The RedeemerHarry Hole investigates a mistaken assassination
Before I Go to Sleep-Author Note
Memories define us, so who are we if all of ours are gone?
This is the central question in Before I Go to Sleep. I began writing the book after reading about a man called Henry Molaison who underwent surgery when he was 26 and lost his ability to form new memories. From that moment on he lived in the past. Every day, he woke believing it was 1953. Every day, he thought he was still 26 years old. Every day, he had to be reintroduced to the people that cared for him, as if he had never met them before. He was 82 when he died.
In Before I Go to Sleep I try to imagine what that must have been like. But, while Molaison was an inspiration, it is fiction. It is not his story. Instead it is the story of Christine, a woman with no memory, a woman who relies totally on the people around her and the man who loves her. A woman who is forced to question not only everything she is told, but everything she believes about herself. A woman whose truth, when it begins to emerge, is not what she might have expected.
It’s a thriller, a mystery, a search for truth. You will learn about Christine’s life as she does. You will realize the truth of her situation as she does. But Before I Go to Sleep is also about love, about identity, about growing older. It’s a book about the stories we tell ourselves in order to make sense of our lives. And in writing it I realized I was asking the most terrifying question of all. What do you have left, when you have lost yourself?
S J Watson
Before I Go to Sleep
The bedroom is strange. Unfamiliar. I don’t know where I am, how I came to be here. I don’t know how I’m going to get home.
I have spent the night here. I was woken by a woman’s voice— at first I thought she was in bed with me, but then realized she was reading the news and I was hearing a radio alarm—and when I opened my eyes found myself here. In this room I do not recognize.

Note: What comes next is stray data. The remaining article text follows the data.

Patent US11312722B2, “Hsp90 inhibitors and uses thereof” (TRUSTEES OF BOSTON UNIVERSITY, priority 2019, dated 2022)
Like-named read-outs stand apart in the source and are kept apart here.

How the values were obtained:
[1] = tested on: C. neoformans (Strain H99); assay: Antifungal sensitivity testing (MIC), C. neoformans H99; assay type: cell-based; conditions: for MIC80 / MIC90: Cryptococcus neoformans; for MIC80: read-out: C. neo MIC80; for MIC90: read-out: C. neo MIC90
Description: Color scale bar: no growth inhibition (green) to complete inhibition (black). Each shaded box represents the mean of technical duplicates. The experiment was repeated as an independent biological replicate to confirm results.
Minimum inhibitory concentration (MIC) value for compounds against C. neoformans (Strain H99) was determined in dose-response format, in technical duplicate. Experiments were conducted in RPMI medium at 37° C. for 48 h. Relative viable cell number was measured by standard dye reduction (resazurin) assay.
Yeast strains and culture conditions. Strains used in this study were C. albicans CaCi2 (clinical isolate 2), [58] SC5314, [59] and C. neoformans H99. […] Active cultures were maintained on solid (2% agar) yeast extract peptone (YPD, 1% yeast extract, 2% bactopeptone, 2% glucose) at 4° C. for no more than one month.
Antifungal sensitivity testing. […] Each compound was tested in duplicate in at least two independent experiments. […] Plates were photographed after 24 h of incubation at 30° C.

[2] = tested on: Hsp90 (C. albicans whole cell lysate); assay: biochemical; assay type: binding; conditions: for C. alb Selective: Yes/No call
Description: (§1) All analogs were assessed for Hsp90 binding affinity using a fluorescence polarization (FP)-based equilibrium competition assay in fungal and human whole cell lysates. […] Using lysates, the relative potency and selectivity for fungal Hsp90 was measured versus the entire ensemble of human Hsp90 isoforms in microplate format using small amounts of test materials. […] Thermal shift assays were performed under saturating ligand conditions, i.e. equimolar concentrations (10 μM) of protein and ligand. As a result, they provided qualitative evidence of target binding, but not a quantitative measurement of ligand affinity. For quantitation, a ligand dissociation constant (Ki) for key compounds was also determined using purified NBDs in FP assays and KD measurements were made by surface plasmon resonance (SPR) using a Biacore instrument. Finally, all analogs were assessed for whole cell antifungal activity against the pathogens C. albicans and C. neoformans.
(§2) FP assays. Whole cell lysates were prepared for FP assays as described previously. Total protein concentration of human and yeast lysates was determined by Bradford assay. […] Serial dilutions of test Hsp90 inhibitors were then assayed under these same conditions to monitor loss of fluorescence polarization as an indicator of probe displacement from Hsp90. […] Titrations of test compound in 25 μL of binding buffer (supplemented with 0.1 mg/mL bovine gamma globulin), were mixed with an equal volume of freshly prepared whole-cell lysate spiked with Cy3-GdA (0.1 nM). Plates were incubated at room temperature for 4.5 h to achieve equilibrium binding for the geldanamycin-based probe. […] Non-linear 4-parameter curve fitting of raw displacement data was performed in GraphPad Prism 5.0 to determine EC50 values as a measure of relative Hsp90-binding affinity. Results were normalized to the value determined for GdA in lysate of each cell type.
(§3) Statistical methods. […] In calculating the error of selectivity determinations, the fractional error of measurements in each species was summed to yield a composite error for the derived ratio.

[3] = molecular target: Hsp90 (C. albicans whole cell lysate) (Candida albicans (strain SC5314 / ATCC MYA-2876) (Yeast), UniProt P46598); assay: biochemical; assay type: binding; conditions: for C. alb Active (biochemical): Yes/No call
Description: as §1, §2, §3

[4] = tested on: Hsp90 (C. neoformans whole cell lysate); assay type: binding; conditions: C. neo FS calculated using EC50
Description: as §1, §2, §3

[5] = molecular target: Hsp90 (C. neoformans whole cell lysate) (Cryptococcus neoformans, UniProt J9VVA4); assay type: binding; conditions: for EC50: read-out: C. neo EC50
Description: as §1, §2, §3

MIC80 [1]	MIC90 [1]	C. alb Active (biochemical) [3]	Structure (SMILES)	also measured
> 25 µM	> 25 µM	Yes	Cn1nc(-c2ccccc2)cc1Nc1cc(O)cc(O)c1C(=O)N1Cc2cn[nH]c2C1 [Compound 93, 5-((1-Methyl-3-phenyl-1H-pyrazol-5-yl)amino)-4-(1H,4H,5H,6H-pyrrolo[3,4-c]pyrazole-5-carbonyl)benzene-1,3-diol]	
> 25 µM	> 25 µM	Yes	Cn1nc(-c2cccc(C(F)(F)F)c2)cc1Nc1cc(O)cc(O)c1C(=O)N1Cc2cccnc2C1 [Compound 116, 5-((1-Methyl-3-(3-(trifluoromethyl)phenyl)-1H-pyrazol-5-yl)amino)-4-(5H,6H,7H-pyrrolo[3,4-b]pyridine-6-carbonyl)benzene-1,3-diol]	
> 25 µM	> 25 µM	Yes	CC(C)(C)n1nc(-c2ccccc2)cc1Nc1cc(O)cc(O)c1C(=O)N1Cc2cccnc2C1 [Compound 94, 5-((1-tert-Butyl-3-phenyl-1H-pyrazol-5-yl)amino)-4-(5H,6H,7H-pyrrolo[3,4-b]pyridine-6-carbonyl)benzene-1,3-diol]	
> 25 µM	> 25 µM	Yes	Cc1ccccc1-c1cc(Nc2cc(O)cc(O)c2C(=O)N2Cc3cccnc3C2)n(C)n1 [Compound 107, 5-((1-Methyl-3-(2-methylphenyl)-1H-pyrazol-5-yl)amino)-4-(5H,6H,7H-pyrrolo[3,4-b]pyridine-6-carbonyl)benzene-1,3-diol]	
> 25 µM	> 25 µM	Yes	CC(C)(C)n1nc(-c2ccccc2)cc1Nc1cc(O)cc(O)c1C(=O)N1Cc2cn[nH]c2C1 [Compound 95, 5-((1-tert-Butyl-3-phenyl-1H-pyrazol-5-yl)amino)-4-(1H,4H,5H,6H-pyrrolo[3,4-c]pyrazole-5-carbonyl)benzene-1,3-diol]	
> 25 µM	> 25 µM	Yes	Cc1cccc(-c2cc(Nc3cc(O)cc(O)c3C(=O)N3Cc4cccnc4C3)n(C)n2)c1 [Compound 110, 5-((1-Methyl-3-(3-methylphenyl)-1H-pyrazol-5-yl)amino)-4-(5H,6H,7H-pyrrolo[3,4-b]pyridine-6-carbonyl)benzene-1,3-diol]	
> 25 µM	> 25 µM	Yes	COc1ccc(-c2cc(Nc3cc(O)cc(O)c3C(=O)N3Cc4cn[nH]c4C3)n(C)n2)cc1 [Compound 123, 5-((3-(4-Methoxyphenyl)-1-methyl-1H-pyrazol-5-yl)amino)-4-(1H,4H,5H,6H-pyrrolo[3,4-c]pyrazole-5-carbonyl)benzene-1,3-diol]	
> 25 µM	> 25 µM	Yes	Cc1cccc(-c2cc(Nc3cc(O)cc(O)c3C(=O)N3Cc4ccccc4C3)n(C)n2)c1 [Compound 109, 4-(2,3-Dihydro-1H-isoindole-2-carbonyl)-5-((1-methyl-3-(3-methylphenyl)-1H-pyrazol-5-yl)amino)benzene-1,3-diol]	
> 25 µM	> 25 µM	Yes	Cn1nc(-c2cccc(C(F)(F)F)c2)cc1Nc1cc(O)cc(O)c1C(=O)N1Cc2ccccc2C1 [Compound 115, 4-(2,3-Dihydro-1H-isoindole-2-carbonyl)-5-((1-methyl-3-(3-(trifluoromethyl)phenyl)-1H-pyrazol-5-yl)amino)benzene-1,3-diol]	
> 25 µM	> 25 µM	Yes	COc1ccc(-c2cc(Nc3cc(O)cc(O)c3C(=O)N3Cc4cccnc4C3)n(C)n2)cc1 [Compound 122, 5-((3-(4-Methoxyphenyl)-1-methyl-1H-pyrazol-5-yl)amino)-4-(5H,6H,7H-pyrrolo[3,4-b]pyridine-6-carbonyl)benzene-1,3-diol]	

My eyes adjust and I look around in the near-dark. A dressing gown hangs off the back of the closet door—suitable for a woman, but for one much older than I am—and some dark-colored trousers are folded neatly over the back of a chair at the dressing table, but I can make out little else. The alarm clock looks complicated, but I find a button and manage to silence it.
It is then that I hear a juddering intake of breath behind me and realize I am not alone. I turn around. I see an expanse of skin and dark hair, flecked with white. A man. He has his left arm outside the covers and there is a gold band on the third finger of the hand. I suppress a groan. So this one is not only old and gray, I think, but also married. Not only have I screwed a married man, but I have done so in what I am guessing is his home, in the bed he must usually share with his wife. I lie back to gather myself. I ought to be ashamed.
I wonder where the wife is. Do I need to worry about her arriving back at any moment? I imagine her standing at the other side of the room, screaming, calling me a slut. A medusa. A mass of snakes. I wonder how I will defend myself, if she does appear. The guy in the bed does not seem concerned, though. He has turned over and snores on.
I lie as still as possible. Usually I can remember how I get into situations like this, but not today. There must have been a party, or a trip to a bar or a club. I must have been pretty wasted. Wasted enough that I don’t remember anything at all. Wasted enough to have gone home with a man with a wedding ring and hairs on his back.
I fold back the covers as gently as I can and sit on the edge of the bed. First, I need to use the bathroom. I ignore the slippers at my feet—after all, fucking the husband is one thing, but I could never wear another woman’s shoes—and creep barefoot onto the landing. I am aware of my nakedness, fearful of choosing the wrong door, of stumbling in on a lodger, a teenage son. Relieved, I see the bathroom door is ajar and go in, locking it behind me.
I sit, use the toilet, then flush it and turn to wash my hands. I reach for the soap, but something is wrong. At first I can’t work out what it is, but then I see it. The hand gripping the soap does not look like mine. Its skin is wrinkled, the nails are unpolished and bitten to the quick and, like that of the man in the bed I have just left, the third finger wears a plain gold wedding ring.
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